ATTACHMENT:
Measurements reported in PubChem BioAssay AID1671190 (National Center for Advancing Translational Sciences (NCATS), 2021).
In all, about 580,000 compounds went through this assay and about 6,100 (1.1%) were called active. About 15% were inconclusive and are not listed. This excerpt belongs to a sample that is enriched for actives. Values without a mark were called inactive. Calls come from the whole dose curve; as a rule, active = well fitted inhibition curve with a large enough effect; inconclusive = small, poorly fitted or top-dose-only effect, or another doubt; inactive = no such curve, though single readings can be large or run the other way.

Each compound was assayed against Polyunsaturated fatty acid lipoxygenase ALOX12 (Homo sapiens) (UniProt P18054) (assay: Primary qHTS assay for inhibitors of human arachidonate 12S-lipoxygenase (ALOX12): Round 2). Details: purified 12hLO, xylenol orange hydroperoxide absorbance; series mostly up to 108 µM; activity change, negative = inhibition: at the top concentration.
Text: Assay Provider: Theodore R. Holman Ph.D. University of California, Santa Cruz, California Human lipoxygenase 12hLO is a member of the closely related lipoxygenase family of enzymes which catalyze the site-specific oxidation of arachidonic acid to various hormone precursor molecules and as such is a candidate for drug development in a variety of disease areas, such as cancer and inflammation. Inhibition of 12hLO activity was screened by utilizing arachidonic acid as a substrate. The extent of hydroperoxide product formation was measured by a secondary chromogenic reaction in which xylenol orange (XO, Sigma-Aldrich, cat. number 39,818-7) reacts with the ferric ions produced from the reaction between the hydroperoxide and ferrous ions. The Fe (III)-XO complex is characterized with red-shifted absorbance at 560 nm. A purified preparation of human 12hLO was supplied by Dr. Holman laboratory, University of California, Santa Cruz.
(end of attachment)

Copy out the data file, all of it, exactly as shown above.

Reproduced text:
Measurements reported in PubChem BioAssay AID1671190 (National Center for Advancing Translational Sciences (NCATS), 2021).
In all, about 580,000 compounds went through this assay and about 6,100 (1.1%) were called active. About 15% were inconclusive and are not listed. This excerpt belongs to a sample that is enriched for actives. Values without a mark were called inactive. Calls come from the whole dose curve; as a rule, active = well fitted inhibition curve with a large enough effect; inconclusive = small, poorly fitted or top-dose-only effect, or another doubt; inactive = no such curve, though single readings can be large or run the other way.

Each compound was assayed against Polyunsaturated fatty acid lipoxygenase ALOX12 (Homo sapiens) (UniProt P18054) (assay: Primary qHTS assay for inhibitors of human arachidonate 12S-lipoxygenase (ALOX12): Round 2). Details: purified 12hLO, xylenol orange hydroperoxide absorbance; series mostly up to 108 µM; activity change, negative = inhibition: at the top concentration.
Text: Assay Provider: Theodore R. Holman Ph.D. University of California, Santa Cruz, California Human lipoxygenase 12hLO is a member of the closely related lipoxygenase family of enzymes which catalyze the site-specific oxidation of arachidonic acid to various hormone precursor molecules and as such is a candidate for drug development in a variety of disease areas, such as cancer and inflammation. Inhibition of 12hLO activity was screened by utilizing arachidonic acid as a substrate. The extent of hydroperoxide product formation was measured by a secondary chromogenic reaction in which xylenol orange (XO, Sigma-Aldrich, cat. number 39,818-7) reacts with the ferric ions produced from the reaction between the hydroperoxide and ferrous ions. The Fe (III)-XO complex is characterized with red-shifted absorbance at 560 nm. A purified preparation of human 12hLO was supplied by Dr. Holman laboratory, University of California, Santa Cruz.